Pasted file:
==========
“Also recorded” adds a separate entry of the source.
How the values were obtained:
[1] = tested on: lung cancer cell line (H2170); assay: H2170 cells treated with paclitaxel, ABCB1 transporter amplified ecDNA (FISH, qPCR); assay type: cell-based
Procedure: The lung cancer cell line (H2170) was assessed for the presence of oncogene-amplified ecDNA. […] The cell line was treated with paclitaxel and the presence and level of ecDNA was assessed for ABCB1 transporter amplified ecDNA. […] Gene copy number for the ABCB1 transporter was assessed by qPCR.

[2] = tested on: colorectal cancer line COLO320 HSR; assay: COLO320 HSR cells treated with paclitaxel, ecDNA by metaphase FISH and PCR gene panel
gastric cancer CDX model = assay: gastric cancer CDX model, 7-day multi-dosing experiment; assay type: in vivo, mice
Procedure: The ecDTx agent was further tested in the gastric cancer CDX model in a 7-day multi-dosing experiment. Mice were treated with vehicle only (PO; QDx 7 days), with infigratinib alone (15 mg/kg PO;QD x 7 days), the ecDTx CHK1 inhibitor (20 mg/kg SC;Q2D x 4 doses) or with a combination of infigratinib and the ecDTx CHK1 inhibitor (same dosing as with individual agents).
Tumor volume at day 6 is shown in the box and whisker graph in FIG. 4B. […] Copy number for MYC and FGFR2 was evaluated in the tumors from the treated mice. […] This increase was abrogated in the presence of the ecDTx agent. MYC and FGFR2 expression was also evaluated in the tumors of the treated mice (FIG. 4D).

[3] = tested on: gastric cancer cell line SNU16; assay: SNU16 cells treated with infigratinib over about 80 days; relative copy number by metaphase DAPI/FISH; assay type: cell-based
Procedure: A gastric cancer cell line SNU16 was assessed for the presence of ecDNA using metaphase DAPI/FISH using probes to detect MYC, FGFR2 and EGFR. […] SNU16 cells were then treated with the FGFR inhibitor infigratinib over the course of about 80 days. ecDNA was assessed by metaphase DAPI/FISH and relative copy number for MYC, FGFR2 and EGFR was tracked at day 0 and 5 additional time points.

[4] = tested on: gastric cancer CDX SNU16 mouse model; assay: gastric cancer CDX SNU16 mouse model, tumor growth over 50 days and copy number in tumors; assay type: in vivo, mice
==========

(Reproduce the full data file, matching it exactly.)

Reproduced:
“Also recorded” adds a separate entry of the source.
How the values were obtained:
[1] = tested on: lung cancer cell line (H2170); assay: H2170 cells treated with paclitaxel, ABCB1 transporter amplified ecDNA (FISH, qPCR); assay type: cell-based
Procedure: The lung cancer cell line (H2170) was assessed for the presence of oncogene-amplified ecDNA. […] The cell line was treated with paclitaxel and the presence and level of ecDNA was assessed for ABCB1 transporter amplified ecDNA. […] Gene copy number for the ABCB1 transporter was assessed by qPCR.

[2] = tested on: colorectal cancer line COLO320 HSR; assay: COLO320 HSR cells treated with paclitaxel, ecDNA by metaphase FISH and PCR gene panel
gastric cancer CDX model = assay: gastric cancer CDX model, 7-day multi-dosing experiment; assay type: in vivo, mice
Procedure: The ecDTx agent was further tested in the gastric cancer CDX model in a 7-day multi-dosing experiment. Mice were treated with vehicle only (PO; QDx 7 days), with infigratinib alone (15 mg/kg PO;QD x 7 days), the ecDTx CHK1 inhibitor (20 mg/kg SC;Q2D x 4 doses) or with a combination of infigratinib and the ecDTx CHK1 inhibitor (same dosing as with individual agents).
Tumor volume at day 6 is shown in the box and whisker graph in FIG. 4B. […] Copy number for MYC and FGFR2 was evaluated in the tumors from the treated mice. […] This increase was abrogated in the presence of the ecDTx agent. MYC and FGFR2 expression was also evaluated in the tumors of the treated mice (FIG. 4D).

[3] = tested on: gastric cancer cell line SNU16; assay: SNU16 cells treated with infigratinib over about 80 days; relative copy number by metaphase DAPI/FISH; assay type: cell-based
Procedure: A gastric cancer cell line SNU16 was assessed for the presence of ecDNA using metaphase DAPI/FISH using probes to detect MYC, FGFR2 and EGFR. […] SNU16 cells were then treated with the FGFR inhibitor infigratinib over the course of about 80 days. ecDNA was assessed by metaphase DAPI/FISH and relative copy number for MYC, FGFR2 and EGFR was tracked at day 0 and 5 additional time points.

[4] = tested on: gastric cancer CDX SNU16 mouse model; assay: gastric cancer CDX SNU16 mouse model, tumor growth over 50 days and copy number in tumors; assay type: in vivo, mice